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An awkward path to power opens for Germany’s Social Democrats

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Political change in Germany comes disguised as continuity. In a nation traumatised by its 20th-century history, mainstream parties win elections by promising to protect the stability, prosperity and international respectability rebuilt after the Federal Republic’s creation in 1949. At times, however, platitudinous reassurances of stability can serve as a prelude to remarkable breakthroughs in economic and foreign policy.

Such a moment arrived in 1969, when the first Social Democrat-led government of the postwar era embarked on the Ostpolitik that reconciled West Germany with its communist eastern neighbours. Another moment came in 2002, when a re-elected SPD-Green government launched far-reaching reforms of Germany’s labour markets and welfare state.

As Angela Merkel’s 16-year chancellorship draws to a close, the question that hangs over the September 26 Bundestag elections is whether Germany stands again on the cusp of significant, if concealed, change. A little to its own surprise, perhaps, the SPD is once more at the centre of the picture. For the most astonishing feature of Germany’s topsy-turvy campaign is the SPD’s transformation from a party that looked doomed to catastrophic defeat four months ago to one that now has a chance of leading the next government.

The SPD is on a roll partly because of the unimpressive campaigns of Merkel’s Christian Democrats and the opposition Greens. Each topped opinion polls earlier this year, but fell back as voters turned against their chancellor candidates — respectively, Armin Laschet for the CDU and Annalena Baerbock for the Greens. By some distance, the voters’ favourite to replace Merkel is the SPD’s Olaf Scholz, who serves as her finance minister and vice-chancellor.

As calm, knowledgeable and serious as Merkel herself, Scholz comes across as a more credible “continuity candidate” than either of his rivals. His campaign team plays artfully on the similarities. One advertisement proclaims “er kann Kanzlerin” — meaning “he can be chancellor”, but using the noun’s feminine form to remind voters of Merkel.

By temperament and political belief, Scholz has little in common with the SPD’s leftwing base. Like Helmut Schmidt, a former SPD chancellor, he built his political career in Hamburg, the port-city whose citizens are famous for their resolute common sense. It was Schmidt who once said: “Anyone with visions should go to the doctor.”

On the face of things, there are few reasons to expect a Scholz chancellorship to mark a sharp break from the Merkel era. The SPD’s platform promises to make housing more affordable and to raise the minimum wage to €12 from €9.60 an hour. Scholz speaks of boosting investment in education and digitalisation. Yet as the guardian of Germany’s public finances he is disinclined to dispense with the constitutionally enshrined balanced budget rule. He says the EU’s stability and growth pact, whose fiscal provisions are viewed in some European capitals as too restrictive, are already flexible enough.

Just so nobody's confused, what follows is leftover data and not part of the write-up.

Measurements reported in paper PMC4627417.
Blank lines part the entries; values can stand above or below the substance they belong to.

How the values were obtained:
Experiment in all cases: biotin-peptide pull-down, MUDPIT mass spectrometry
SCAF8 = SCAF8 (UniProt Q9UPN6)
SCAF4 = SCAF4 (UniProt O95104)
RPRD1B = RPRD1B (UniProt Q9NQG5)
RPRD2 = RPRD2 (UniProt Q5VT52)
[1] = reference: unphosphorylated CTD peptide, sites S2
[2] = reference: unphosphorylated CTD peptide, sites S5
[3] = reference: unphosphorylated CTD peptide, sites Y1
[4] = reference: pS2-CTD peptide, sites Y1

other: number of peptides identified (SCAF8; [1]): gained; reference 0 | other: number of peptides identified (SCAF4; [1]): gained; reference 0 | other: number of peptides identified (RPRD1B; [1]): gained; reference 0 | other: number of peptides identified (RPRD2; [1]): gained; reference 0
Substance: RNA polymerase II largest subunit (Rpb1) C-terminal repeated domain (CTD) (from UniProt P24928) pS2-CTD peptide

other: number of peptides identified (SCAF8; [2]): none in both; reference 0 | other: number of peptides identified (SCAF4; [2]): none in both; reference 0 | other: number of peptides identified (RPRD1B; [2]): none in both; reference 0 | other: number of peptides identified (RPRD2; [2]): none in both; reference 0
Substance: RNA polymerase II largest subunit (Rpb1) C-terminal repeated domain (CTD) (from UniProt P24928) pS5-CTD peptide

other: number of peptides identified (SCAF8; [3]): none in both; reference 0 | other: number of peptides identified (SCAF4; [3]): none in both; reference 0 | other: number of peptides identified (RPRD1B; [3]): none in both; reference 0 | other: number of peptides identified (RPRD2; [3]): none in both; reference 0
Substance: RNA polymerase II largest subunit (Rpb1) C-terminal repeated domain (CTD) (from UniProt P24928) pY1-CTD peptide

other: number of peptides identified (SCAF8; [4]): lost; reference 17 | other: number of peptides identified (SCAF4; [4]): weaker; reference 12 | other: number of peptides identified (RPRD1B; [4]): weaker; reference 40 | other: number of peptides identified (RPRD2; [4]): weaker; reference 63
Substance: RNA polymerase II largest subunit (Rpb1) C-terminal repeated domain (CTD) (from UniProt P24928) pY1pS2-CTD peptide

Moreover, any assessment of Scholz as a future chancellor must take into account the SPD’s likely result at the polls and its potential coalition partners. These factors might prove to be powerful constraints in their own right on a Scholz-led government.

In the first place, the days are long gone when, as in 1998, the SPD swept to power with almost 41 per cent of the vote. The party managed a meagre 23 per cent in 2009, 25.7 per cent in 2013 and 20.5 per cent in 2017. The fact that the SPD is topping the polls with well under 30 per cent is not a sign of its mass appeal but evidence of the fragmented German political landscape, with voters’ loyalties split among six parties.

As a consequence, the SPD would have to govern with two other parties — though not the CDU, because both parties and the electorate have had enough of “grand coalitions”. The most obvious partner is the Greens, with which the SPD shares some common ground on economic policy. But the liberal Free Democrats would be awkward partners on account of their demands for tax cuts and dislike of large-scale public investment. As for the radical leftist Die Linke, Scholz has not ruled them out but might deem their hostility to Nato intolerable.

The upshot is that, if the SPD were to win the elections, it would be an arduous task just to put together a ruling coalition. Governing as one of three parties would leave them with less freedom to set a bold agenda than when they dominated the government in 1969-1982 and 1998-2005. Change is coming to Germany by the mere fact of Merkel’s departure, but how much change is still open to question.

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